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Old 11-04-2004, 05:32 PM
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MDF Dashboard frame

I have a 1991 chevy fullsize truck that I am trying to make a completely new dashboard for. This is my first time trying to build a dashboard and it has been a hassle trying to figure out a way to make the frame. I want it to have a uniform "single-piece" smooth look, but make it so that it can be easily replaced when I need to get to my wiring, and that will work with my existing mounting brackets. I've thought of using the stock brackets on the sides, and making an MDF frame that will bolt on to them, and also use L brackets to mount the top of the dash to the firewall behind the insulation. Any suggestions would be greatly appreciated Thanks

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Old 11-05-2004, 04:25 AM
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OK....whats an MDF frame? I need to build and install a dash in my 64 Chevelle so I'm curious as to what your building.


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Old 11-05-2004, 09:08 AM
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MDF= Medium Density Fiberboard .... Particle board.

The best advise I can give about building a dashboard is to sketch a drawing of what you want it to look like then measure your area in the truck...Two or three times to make sure you get all of the angles. Make a dash out of posterboard paper first then you can use these pieces to trace onto the MDF. You can use some hinges and latches or magnets to make access doors for wiring etc. under the dash. Then you can coat it with whatever you want....Vinyl, paint, woodgrain, etc.

Remember: You can always cut more off, but you can't stretch it!

Hope that helps!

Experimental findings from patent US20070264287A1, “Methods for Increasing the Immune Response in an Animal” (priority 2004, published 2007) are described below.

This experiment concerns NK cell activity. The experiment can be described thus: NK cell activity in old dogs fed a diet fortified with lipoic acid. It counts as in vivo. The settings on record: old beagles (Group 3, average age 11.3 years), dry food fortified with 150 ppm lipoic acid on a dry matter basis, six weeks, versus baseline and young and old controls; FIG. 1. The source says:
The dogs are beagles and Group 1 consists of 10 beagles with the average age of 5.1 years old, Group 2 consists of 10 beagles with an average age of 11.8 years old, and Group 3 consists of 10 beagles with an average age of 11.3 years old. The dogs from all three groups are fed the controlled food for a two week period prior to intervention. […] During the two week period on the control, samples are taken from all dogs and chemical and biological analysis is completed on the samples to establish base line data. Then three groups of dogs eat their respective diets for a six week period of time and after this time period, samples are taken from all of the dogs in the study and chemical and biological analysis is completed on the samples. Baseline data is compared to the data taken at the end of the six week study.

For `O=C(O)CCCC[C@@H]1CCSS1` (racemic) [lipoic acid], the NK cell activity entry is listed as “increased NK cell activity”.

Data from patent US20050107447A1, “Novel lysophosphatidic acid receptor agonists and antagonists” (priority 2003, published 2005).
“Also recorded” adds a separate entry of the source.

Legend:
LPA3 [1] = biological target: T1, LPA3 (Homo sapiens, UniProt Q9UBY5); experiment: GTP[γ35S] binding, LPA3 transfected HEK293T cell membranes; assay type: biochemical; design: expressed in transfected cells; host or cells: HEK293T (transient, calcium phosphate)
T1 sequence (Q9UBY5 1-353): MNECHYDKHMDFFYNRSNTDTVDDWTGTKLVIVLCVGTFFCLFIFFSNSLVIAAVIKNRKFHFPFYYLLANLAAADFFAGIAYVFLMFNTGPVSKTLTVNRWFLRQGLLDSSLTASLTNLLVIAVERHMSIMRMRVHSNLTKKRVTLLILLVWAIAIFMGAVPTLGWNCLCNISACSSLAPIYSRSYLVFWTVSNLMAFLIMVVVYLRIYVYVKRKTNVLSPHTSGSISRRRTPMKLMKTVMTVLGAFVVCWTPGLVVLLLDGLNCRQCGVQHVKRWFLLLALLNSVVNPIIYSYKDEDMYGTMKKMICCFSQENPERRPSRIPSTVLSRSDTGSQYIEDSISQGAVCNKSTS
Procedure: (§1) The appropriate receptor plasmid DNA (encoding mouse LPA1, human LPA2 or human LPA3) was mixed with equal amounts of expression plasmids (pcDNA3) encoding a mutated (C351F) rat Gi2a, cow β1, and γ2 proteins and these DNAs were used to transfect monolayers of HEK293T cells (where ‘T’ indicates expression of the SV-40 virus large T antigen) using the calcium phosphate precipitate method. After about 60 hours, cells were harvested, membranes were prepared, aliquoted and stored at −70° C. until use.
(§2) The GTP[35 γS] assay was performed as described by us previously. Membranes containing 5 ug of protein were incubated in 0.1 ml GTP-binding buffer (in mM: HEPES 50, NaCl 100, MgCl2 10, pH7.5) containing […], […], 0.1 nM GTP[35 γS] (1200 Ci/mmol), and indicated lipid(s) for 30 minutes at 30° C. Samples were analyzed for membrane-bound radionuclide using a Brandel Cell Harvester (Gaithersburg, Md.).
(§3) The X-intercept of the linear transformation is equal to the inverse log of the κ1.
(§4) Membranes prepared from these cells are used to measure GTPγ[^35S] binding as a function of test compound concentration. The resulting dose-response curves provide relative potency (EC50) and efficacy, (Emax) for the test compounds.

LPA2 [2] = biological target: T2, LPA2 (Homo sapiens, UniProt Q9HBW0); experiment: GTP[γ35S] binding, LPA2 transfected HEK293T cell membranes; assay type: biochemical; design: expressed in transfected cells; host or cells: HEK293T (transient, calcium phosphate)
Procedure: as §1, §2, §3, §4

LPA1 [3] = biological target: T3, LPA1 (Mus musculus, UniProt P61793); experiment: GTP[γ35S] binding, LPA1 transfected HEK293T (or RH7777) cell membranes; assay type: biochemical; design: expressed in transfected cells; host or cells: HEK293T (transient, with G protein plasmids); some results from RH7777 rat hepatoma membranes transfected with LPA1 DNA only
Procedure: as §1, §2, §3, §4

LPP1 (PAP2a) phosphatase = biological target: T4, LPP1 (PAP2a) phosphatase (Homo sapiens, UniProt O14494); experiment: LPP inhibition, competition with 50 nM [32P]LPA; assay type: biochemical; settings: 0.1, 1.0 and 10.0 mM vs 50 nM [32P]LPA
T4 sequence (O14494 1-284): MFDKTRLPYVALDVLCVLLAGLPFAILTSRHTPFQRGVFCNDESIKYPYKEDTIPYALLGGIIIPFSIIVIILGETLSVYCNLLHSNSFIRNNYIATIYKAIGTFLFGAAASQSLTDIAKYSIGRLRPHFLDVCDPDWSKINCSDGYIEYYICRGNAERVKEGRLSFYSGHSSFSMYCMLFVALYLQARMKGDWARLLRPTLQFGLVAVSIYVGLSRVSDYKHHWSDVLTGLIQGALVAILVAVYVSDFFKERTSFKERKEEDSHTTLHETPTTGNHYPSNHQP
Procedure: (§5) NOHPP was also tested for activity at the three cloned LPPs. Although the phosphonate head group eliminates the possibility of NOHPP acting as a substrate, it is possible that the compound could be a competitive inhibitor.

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Old 11-05-2004, 09:44 AM
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I built a custom dash for my Suburban. Started with a MDF frame:


Then covered the MDF with 1/8" plastic wallboard. You could use thinner stuff if you can find it:


Then I fiberglassed it:


That's as far as I've gotten with it so far. It would have been a lot easier to finish if I had built a reverse image, or mold, for the dash. I figured this was the easiest way to make sure it fit.

Just to add: I wouldn't leave the MDF in the final product, it's too heavy. I am also working on an aftermarket-built custom dash in my wife's project car. It didn't have any attachment points in it. The end caps were made out of MDF to mate with the stock mounting points for the original dash, screwed in and the fiberglassed over. I removed the MDF after it was glassed over. I think it was Willys on the forum here who I got the idea of using vaseline on the wood to keep the fiberglass from bonding to it.

Not sure if these pics will link properly.. Underside view of MDF end cap:


Fiberglass replacement for the MDF:


What it looks like all mounted up:


Hope that helps.
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Old 11-05-2004, 11:27 AM
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Stinkin_v8, where do you get that plastic wallboard stuff? Also, what did you use to get the shape of your wife's dash? Do you have any pictures of the work you did on it? Thanks
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Old 11-05-2004, 11:38 AM
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The wallboard stuff is available at your local home depot. You can also get sheets of ABS plastic, but I haven't had much luck there. You could use plywood, cardboard, anything you can find, as log as you can keep the 'glass from bonding to it.

As for the other dash, it was an aftermarket dash I bought second-hand. Original owner never finished installing it so I picked it up for a song. The dash was originally finished in grey gelcoat:



Anywhere it's not grey anymore, I modified it. The actual glasswork I did was pretty un-interesting but I may have some more pics around if you need 'em.
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Old 11-05-2004, 01:50 PM
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Any pics you could get would be great. I'll take some photos of my dash and of the drawings I made of how I want it to look and maybe you could give me some advice. Like I said I'm new at this so any help I could get would be greatly appreciated. I was originally planning to make the frame from MDF then stretch and staple either a fleece or other material over it then fiberglass that. However I read that using fleece or similarly thick materials like that can cause the fiberglass to warp but I don't know if thats true. That wall plastic stuff seems easy to work with and would probably work well with the smooth round appearance that I'm looking for with my dash. Is it expensive?
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Old 11-05-2004, 03:15 PM
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The plastic was $20 a sheet, I had used it as a headliner and the scraps made up the dash.